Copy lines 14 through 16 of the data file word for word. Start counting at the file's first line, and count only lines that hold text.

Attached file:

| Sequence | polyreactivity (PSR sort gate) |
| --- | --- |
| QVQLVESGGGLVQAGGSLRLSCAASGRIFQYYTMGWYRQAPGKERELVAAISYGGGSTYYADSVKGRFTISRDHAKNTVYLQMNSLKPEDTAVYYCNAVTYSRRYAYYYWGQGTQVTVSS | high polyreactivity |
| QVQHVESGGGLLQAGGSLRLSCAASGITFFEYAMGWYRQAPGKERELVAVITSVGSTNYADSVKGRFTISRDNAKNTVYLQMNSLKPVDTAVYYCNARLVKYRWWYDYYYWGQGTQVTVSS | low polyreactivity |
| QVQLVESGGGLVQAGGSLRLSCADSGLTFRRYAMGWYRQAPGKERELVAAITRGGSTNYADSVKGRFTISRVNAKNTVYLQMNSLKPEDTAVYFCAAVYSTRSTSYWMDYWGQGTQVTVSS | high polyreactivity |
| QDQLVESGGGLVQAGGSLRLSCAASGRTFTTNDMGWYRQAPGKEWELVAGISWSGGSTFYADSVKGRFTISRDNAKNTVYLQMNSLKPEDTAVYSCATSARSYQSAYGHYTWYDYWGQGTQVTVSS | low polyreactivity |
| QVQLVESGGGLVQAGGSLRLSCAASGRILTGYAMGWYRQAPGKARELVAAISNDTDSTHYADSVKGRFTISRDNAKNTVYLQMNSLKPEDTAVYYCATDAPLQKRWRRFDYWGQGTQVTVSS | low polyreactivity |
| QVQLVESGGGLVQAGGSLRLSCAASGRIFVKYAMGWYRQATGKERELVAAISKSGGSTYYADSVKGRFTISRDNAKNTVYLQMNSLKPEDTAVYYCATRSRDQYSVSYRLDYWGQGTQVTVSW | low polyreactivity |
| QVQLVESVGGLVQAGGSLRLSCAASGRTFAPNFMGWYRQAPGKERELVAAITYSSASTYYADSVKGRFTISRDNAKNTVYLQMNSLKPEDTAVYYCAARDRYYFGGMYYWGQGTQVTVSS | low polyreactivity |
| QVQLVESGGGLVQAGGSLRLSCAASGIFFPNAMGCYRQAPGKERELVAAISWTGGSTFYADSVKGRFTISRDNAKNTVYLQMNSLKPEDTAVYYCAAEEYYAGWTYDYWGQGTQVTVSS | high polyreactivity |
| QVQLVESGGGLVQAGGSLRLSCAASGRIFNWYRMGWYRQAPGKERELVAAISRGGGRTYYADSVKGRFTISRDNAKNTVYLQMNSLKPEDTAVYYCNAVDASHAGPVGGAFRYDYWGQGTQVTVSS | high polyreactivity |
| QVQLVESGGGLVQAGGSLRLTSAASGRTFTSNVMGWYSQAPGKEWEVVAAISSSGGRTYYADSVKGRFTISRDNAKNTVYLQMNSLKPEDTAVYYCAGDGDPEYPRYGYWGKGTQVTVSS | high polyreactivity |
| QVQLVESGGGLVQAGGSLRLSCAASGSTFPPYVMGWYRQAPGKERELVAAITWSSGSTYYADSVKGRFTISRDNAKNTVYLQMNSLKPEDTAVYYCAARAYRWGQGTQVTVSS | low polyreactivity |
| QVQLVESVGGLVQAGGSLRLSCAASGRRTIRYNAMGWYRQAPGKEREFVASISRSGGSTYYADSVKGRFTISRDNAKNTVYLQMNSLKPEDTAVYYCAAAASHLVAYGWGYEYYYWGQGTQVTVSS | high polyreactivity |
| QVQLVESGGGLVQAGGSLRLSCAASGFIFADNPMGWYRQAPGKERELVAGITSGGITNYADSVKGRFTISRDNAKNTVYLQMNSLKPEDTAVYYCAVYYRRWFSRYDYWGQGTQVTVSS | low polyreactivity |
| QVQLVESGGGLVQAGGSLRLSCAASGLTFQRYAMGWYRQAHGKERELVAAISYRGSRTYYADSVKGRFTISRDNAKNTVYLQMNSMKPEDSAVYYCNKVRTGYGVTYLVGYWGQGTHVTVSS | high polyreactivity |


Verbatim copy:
| QVQLVESVGGLVQAGGSLRLSCAASGRRTIRYNAMGWYRQAPGKEREFVASISRSGGSTYYADSVKGRFTISRDNAKNTVYLQMNSLKPEDTAVYYCAAAASHLVAYGWGYEYYYWGQGTQVTVSS | high polyreactivity |
| QVQLVESGGGLVQAGGSLRLSCAASGFIFADNPMGWYRQAPGKERELVAGITSGGITNYADSVKGRFTISRDNAKNTVYLQMNSLKPEDTAVYYCAVYYRRWFSRYDYWGQGTQVTVSS | low polyreactivity |
| QVQLVESGGGLVQAGGSLRLSCAASGLTFQRYAMGWYRQAHGKERELVAAISYRGSRTYYADSVKGRFTISRDNAKNTVYLQMNSMKPEDSAVYYCNKVRTGYGVTYLVGYWGQGTHVTVSS | high polyreactivity |